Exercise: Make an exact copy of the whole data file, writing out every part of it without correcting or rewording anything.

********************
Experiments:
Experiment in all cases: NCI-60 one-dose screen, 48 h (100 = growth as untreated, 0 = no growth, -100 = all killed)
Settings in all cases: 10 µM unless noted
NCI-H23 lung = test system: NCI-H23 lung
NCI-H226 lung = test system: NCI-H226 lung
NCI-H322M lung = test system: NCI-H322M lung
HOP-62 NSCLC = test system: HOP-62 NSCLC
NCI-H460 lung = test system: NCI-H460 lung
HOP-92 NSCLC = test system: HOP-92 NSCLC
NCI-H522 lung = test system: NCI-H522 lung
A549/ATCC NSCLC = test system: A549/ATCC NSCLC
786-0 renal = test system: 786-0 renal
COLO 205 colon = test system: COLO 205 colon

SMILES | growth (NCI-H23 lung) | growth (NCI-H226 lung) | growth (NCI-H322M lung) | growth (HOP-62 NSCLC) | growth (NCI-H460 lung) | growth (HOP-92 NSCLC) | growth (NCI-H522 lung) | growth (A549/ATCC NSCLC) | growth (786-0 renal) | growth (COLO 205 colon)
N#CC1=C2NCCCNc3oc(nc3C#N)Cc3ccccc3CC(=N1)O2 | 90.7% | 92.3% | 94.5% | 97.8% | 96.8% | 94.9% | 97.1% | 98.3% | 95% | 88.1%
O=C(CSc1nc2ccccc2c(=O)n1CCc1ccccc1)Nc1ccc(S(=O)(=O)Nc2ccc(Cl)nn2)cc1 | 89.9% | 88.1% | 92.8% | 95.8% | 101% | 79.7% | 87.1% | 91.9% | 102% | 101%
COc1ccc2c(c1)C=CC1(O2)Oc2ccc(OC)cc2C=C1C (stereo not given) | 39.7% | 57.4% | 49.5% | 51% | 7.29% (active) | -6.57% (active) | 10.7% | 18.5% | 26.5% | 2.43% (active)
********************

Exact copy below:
Experiments:
Experiment in all cases: NCI-60 one-dose screen, 48 h (100 = growth as untreated, 0 = no growth, -100 = all killed)
Settings in all cases: 10 µM unless noted
NCI-H23 lung = test system: NCI-H23 lung
NCI-H226 lung = test system: NCI-H226 lung
NCI-H322M lung = test system: NCI-H322M lung
HOP-62 NSCLC = test system: HOP-62 NSCLC
NCI-H460 lung = test system: NCI-H460 lung
HOP-92 NSCLC = test system: HOP-92 NSCLC
NCI-H522 lung = test system: NCI-H522 lung
A549/ATCC NSCLC = test system: A549/ATCC NSCLC
786-0 renal = test system: 786-0 renal
COLO 205 colon = test system: COLO 205 colon

SMILES | growth (NCI-H23 lung) | growth (NCI-H226 lung) | growth (NCI-H322M lung) | growth (HOP-62 NSCLC) | growth (NCI-H460 lung) | growth (HOP-92 NSCLC) | growth (NCI-H522 lung) | growth (A549/ATCC NSCLC) | growth (786-0 renal) | growth (COLO 205 colon)
N#CC1=C2NCCCNc3oc(nc3C#N)Cc3ccccc3CC(=N1)O2 | 90.7% | 92.3% | 94.5% | 97.8% | 96.8% | 94.9% | 97.1% | 98.3% | 95% | 88.1%
O=C(CSc1nc2ccccc2c(=O)n1CCc1ccccc1)Nc1ccc(S(=O)(=O)Nc2ccc(Cl)nn2)cc1 | 89.9% | 88.1% | 92.8% | 95.8% | 101% | 79.7% | 87.1% | 91.9% | 102% | 101%
COc1ccc2c(c1)C=CC1(O2)Oc2ccc(OC)cc2C=C1C (stereo not given) | 39.7% | 57.4% | 49.5% | 51% | 7.29% (active) | -6.57% (active) | 10.7% | 18.5% | 26.5% | 2.43% (active)